5. Do you have cancer, leukemia, HIV/AIDS, or any other immune system problem? [LAIV, MMR, VAR, ZOS]
Live virus vaccines (e.g., LAIV, measles-mumps-rubella [MMR], varicella
[VAR], zoster [ZOS]) are usually contraindicated in immunocompromised
people. However, there are exceptions. For example, MMR vaccine is
recommended and varicella vaccine should be considered for adults with
CD4+ T-lymphocyte counts of greater than or equal to 200 cells/µL. Immunosuppressed people should not receive LAIV. For details, consult the ACIP
recommendations (3, 4, 5).
6. In the past 3 months, have you taken medications that weaken your immune system, such as cortisone, prednisone, other
steroids, or anticancer drugs, or have you had radiation treatments? [LAIV, MMR, VAR, ZOS]
Live virus vaccines (e.g., LAIV, MMR, VAR, ZOS) should be postponed until
after chemotherapy or long-term high-dose steroid therapy has ended. For
details and length of time to postpone, consult the ACIP statement (1, 5).
To find specific vaccination schedules for stem cell transplant (bone marrow
transplant) patients, see reference 6. LAIV can be given only to healthy nonpregnant people younger than age 50 years.
7. Have you had a seizure or a brain or other nervous system
problem? [influenza, Td/Tdap]
Tdap is contraindicated in people who have a history of encephalopathy
within 7 days following DTP/DTaP given before age 7 years. An unstable
progressive neurologic problem is a precaution to the use of Tdap. For
people with stable neurologic disorders (including seizures) unrelated to vaccination, or for people with a family history of seizure, vaccinate as usual. A
history of Guillain-Barré syndrome (GBS) is a consideration with the following: 1) Td/Tdap: if GBS has occurred within 6 weeks of a tetanus-containing
vaccine and decision is made to continue vaccination, give Tdap instead of
Td if no history of prior Tdap; 2) Influenza vaccine (TIV/LAIV): if GBS has
occurred within 6 weeks of a prior influenza vaccine, vaccinate with TIV if at
high risk for severe influenza complications.
8. During the past year, have you received a transfusion of blood
or blood products, or been given immune (gamma) globulin or an
antiviral drug? [LAIV, MMR, VAR]
Certain live virus vaccines (e.g., LAIV, MMR, VAR, ZOS) may need to be deferred, depending on several variables. Consult the most current ACIP recommendations for current information on intervals between antiviral drugs,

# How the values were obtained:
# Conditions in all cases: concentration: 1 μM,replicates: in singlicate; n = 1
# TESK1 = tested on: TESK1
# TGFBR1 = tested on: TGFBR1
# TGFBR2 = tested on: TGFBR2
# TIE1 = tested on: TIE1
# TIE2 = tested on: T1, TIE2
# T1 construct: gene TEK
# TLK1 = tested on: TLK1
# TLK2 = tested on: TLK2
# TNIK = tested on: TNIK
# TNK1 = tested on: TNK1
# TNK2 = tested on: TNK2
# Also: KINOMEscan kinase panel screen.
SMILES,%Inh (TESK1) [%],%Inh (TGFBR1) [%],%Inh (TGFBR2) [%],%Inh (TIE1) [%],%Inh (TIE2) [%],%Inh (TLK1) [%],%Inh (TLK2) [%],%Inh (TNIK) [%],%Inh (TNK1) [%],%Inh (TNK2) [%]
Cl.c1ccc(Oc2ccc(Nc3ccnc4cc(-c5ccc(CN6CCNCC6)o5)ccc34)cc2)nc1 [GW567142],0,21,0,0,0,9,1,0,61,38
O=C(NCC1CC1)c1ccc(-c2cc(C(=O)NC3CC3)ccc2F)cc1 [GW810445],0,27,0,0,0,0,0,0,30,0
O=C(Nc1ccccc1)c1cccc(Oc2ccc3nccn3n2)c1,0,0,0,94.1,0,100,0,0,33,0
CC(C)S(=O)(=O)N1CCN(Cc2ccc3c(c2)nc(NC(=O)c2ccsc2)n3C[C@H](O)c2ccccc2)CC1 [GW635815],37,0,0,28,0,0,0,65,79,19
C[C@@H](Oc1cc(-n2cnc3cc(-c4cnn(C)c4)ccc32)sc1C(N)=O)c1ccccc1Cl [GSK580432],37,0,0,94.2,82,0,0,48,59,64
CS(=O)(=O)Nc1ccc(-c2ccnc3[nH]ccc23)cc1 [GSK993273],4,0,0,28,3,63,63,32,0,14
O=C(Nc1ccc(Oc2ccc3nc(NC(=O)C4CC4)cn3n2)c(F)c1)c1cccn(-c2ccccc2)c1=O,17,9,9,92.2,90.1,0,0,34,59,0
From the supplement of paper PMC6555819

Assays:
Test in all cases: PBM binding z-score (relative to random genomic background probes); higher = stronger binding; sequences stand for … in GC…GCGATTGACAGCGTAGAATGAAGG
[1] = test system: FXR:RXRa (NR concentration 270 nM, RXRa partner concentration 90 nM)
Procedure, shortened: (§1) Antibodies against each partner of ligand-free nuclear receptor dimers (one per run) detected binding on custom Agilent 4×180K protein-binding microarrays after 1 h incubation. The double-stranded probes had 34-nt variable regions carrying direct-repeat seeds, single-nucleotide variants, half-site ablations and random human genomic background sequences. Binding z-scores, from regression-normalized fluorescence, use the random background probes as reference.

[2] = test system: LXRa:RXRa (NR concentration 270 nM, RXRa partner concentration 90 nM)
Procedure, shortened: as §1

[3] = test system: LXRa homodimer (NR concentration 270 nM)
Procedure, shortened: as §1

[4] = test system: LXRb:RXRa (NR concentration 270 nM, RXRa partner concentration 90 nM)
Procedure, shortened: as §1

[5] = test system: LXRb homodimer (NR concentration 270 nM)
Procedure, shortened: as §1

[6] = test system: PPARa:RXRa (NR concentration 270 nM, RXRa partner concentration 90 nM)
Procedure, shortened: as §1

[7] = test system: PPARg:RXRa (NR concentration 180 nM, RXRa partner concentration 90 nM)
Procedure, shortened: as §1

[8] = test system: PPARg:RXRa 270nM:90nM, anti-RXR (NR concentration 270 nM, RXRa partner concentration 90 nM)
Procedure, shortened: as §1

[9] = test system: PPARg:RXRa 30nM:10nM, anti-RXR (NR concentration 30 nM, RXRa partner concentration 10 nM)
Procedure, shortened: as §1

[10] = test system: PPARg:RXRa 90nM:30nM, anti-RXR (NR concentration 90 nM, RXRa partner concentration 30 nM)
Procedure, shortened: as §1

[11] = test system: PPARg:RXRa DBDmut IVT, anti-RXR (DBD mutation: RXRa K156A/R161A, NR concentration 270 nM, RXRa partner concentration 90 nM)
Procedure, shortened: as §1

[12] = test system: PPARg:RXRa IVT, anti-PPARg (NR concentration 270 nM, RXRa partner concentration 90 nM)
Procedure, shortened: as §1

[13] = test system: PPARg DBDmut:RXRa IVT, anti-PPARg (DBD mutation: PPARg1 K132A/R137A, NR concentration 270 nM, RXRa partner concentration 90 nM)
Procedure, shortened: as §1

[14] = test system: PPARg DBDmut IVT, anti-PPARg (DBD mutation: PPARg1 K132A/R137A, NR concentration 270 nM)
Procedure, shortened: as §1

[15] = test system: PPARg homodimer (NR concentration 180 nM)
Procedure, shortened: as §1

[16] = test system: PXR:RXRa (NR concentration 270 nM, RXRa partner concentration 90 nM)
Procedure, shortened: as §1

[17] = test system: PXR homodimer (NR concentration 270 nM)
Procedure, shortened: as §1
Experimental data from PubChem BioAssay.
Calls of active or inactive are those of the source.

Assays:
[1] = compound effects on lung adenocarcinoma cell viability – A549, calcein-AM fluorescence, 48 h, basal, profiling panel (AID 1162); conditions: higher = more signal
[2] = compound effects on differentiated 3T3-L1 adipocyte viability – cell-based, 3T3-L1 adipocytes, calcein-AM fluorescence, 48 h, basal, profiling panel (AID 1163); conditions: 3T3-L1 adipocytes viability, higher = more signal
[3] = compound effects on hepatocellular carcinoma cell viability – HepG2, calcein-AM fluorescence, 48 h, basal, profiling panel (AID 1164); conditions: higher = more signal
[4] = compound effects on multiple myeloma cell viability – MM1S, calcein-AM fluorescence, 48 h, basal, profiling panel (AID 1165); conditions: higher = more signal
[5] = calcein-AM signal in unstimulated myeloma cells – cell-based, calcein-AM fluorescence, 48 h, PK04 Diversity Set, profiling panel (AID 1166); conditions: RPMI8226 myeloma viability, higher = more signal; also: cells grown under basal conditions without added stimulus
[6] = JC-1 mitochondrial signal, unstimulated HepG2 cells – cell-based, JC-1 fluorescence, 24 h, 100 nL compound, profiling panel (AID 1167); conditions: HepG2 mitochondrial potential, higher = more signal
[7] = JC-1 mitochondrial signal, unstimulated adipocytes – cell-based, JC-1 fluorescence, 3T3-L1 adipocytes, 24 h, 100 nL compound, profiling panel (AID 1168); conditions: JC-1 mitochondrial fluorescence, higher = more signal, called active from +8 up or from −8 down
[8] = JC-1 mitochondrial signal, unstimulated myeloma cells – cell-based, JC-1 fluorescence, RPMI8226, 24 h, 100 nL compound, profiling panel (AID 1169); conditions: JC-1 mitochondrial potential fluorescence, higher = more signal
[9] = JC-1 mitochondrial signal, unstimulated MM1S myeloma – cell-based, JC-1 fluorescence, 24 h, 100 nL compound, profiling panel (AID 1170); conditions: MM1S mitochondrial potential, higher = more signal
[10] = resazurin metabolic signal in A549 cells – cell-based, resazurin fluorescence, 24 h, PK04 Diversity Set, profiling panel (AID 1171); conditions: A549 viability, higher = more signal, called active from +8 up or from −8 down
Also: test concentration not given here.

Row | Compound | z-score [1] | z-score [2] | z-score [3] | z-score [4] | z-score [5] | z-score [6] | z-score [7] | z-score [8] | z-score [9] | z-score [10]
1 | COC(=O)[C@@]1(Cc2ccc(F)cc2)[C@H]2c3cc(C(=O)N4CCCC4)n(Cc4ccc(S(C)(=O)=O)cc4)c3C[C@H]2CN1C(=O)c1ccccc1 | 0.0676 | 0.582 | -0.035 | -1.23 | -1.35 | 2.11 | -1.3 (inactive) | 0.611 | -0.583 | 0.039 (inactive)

immune globulin or blood product administration and live virus vaccines. (1)
9. For women: Are you pregnant or is there a chance you could
become pregnant during the next month? [MMR, LAIV, VAR, ZOS]
Live virus vaccines (e.g., MMR, VAR, ZOS, LAIV) are contraindicated one
month before and during pregnancy because of the theoretical risk of virus
transmission to the fetus. Sexually active women in their childbearing years
who receive live virus vaccines should be instructed to practice careful contraception for one month following receipt of the vaccine. On theoretical
grounds, inactivated poliovirus vaccine should not be given during pregnancy;
however, it may be given if risk of disease is imminent and immediate protection is needed (e.g., travel to endemic areas). Use of Td or Tdap is not
contraindicated in pregnancy. At the provider’s discretion, either vaccine may
be administered during the 2nd or 3rd trimester. (1, 3, 4, 5, 7, 8)
10. Have you received any vaccinations in the past 4 weeks?
[LAIV, MMR, VAR, yellow fever] If the person to be vaccinated was given either LAIV
or an injectable live virus vaccine (e.g., MMR, VAR, ZOS, yellow fever) in the
past 4 weeks, they should wait 28 days before receiving another vaccination
of this type. Inactivated vaccines may be given at any spacing interval if they
are not administered simultaneously.
1. CDC. General recommendations on immunization, at www.cdc.gov/vaccines/pubs/acip-list.htm.
2. Table of Vaccine Components: www.cdc.gov/vaccines/pubs/pinkbook/downloads/appendices/B/
3. CDC. Measles, mumps, and rubella—vaccine use and strategies for elimination of measles, rubella,
and congenital rubella syndrome and control of mumps. MMWR 1998; 47 (RR-8).
4. CDC. Prevention of varicella: Recommendations of the Advisory Committee on Immunization Practices.
MMWR 2007; 56 (RR-4).
5. CDC. Prevention and control of influenza—recommendations of ACIP, at www.cdc.gov/flu/profes-
6. CDC. Excerpt from Guidelines for preventing opportunistic infections among hematopoietic stem cell
transplant recipients, MMWR 2000; 49 (RR-10), www.cdc.gov/vaccines/pubs/downloads/b_hsct-recs.pdf.
7. CDC. Notice to readers: Revised ACIP recommendation for avoiding pregnancy after receiving a
rubella-containing vaccine. MMWR 2001; 50 (49).
8. CDC. Prevention of pertussis, tetanus, and diphtheria among pregnant and postpartum women and
their infants: Recommendations of the ACIP. MMWR 2008; 57 (RR-4).
Immunization Action Coalition • Item #P4065 • p. 2